You are here: Seasoned Cooking » All Issues » August 1998 Issue » This Article » Page 5
August 1998 Issue
by Ronda L. Halpin
Table of Contents | Single-page view

Related Sites

Olive House

We supply the world with the finest in Olives, Oils, Gourmet Foods, Hot Stuff, Sweets, Gift Boxes and more!

Kansas' Cafe

Compassionate Food for Compassionate People - all vegan all the time

The Induction Site

The internet's foremost resource on induction cooking and induction-cooking equipment, with a complete database of available equipment, both househ...


Secure online catalog of Spices, Herbs, Blends, and Extracts. Premium, restaurant quality products at discount prices! Bulk and standard sizes ava...

Recipes, tips, seasonal information and more!
Kitchen Helpers

Everyone has at least one in their kitchens. They're those little items (some don't even have names) that make your life easier. While they're not really kitchen necessities, they do help a lot. And, after all, if you can improve your cooking experiences, why not?

Have you ever had a hard time opening a jar of tomato sauce or jam? What's your solution? For some, it's finding the nearest muscle man and thrusting the offending jar into his hands. But, what if you could keep your solution in that tiny drawer next to the frig? You know, the one holding rubber bands and packets of kool-aid. A piece of highly-textured plastic can work wonders on the hard-to-open jar. These simple gadgets range from 4-inch circles with local ads on them (most of these are free) to 5-inch square meshes (you can buy a pack of 4 for less than $1). Fold it up, put it in your drawer, and next time a jar decides to stick, you can open it!

Cooking spray has found its way into most kitchens. But have you ever used it to keep your spaghetti from boiling over? Spray a little over your pot of boiling noodles to decrease the surface tension (that means fewer bubbles and no mess). If you have non-stick pans or heavy cast iron ones, spray a light mist over them and wipe gently with a paper towel. The oil keeps them from rusting and helps prevent scratching while storing.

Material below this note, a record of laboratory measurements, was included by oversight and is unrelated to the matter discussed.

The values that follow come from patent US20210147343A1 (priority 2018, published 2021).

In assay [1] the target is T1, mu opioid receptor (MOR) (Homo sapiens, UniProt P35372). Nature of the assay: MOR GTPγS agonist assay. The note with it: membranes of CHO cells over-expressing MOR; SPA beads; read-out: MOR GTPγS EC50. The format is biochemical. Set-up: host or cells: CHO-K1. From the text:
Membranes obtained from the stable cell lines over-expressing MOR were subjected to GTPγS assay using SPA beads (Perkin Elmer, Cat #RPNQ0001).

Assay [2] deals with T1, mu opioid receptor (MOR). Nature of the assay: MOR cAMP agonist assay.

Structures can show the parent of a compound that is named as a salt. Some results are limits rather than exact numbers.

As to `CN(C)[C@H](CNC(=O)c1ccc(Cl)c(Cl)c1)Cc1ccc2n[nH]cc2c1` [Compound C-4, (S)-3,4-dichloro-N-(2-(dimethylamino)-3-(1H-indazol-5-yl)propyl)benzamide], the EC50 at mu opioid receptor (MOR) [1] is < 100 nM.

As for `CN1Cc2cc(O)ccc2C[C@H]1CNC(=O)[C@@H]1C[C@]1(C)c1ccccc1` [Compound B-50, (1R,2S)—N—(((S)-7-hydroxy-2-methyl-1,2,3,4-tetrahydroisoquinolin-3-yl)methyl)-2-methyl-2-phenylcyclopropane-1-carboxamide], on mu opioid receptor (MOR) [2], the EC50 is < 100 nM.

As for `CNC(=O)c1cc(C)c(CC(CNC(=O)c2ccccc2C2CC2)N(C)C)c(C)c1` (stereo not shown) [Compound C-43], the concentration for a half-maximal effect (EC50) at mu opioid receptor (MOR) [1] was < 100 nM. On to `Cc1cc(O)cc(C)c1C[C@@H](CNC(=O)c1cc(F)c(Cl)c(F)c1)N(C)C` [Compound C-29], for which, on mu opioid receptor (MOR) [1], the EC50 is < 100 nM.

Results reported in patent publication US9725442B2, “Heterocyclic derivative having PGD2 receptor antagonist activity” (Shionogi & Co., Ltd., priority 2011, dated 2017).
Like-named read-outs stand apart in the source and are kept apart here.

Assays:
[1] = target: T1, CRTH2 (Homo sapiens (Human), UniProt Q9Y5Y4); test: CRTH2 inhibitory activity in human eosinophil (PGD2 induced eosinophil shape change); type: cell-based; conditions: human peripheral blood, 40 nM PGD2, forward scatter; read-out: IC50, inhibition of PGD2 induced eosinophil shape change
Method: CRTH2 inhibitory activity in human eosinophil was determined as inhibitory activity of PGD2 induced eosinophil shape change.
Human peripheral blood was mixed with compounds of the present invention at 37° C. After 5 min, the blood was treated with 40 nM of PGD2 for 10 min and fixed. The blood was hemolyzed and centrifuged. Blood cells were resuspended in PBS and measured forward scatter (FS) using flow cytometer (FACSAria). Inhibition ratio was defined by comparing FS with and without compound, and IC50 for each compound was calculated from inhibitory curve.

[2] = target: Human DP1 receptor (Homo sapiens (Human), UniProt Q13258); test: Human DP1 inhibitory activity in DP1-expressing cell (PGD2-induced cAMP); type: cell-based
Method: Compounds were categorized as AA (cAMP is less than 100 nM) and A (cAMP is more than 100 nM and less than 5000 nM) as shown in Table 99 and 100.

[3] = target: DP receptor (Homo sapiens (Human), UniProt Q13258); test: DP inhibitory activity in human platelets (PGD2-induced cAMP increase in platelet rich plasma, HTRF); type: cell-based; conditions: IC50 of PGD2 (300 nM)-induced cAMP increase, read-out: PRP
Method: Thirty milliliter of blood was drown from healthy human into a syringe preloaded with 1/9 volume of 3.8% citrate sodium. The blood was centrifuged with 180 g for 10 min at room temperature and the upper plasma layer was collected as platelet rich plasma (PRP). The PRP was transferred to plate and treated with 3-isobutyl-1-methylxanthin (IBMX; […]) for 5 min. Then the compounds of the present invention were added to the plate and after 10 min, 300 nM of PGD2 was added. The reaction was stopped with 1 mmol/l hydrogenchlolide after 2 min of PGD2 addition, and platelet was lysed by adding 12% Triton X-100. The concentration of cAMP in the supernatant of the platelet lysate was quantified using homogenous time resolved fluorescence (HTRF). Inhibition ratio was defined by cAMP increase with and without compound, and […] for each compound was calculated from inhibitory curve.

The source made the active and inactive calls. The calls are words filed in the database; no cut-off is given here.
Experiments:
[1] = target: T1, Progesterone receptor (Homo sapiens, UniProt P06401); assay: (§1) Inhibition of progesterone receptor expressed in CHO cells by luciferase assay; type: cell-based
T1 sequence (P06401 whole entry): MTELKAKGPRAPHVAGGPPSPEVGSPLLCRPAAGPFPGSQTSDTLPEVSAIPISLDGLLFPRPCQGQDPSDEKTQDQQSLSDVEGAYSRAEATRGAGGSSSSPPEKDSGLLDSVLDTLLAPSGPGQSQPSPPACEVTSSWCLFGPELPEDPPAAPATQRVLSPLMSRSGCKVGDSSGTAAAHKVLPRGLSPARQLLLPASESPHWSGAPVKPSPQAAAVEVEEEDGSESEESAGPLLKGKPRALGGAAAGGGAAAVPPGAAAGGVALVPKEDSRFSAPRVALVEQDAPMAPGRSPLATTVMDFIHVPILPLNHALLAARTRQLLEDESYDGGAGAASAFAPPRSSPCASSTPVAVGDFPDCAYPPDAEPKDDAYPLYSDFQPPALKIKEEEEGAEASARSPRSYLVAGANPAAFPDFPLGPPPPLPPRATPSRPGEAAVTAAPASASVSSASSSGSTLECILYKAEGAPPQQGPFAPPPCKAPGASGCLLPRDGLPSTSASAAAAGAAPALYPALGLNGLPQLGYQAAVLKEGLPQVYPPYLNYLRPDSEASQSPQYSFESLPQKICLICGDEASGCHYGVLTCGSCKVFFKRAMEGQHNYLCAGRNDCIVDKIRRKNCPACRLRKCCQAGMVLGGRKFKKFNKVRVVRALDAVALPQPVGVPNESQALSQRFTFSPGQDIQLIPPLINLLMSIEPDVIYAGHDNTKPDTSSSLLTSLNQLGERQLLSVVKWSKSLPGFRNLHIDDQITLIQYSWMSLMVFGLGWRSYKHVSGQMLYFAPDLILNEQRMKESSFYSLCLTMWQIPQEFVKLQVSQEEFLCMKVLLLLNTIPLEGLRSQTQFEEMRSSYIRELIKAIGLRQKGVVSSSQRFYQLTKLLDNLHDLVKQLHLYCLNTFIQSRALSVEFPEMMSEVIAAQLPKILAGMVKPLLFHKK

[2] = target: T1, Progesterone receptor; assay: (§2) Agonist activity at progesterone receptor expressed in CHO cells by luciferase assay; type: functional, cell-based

If you are a coffee lover AND a seasoned cook, you probably already know how useful a coffee grinder can be. Some people invest in two and use one for grinding and blending your own spices and the other for making that perfect cup of joe. I, however, have one. After grinding spices in it, I add 1/4 cup of rice and blend thoroughly. The rice cleanses the grinder and makes a nice thickening agent in a pinch.

An item I would be lost without is my trusty blender. I've made everything from sorbet to soups to sauces with it. If you like canning vegetables, use your blender to puree tomatoes and can your own homemade tomato juice -- move over V8!!!

Do you have a kitchen helper that isn't mentioned here? Share it with our other readers by filling out the "Feedback" form at the bottom of this page.

Previous Page

Comments Disabled

Copyright © 2011 Seasoned Cooking
Authors also retain limited copyrights.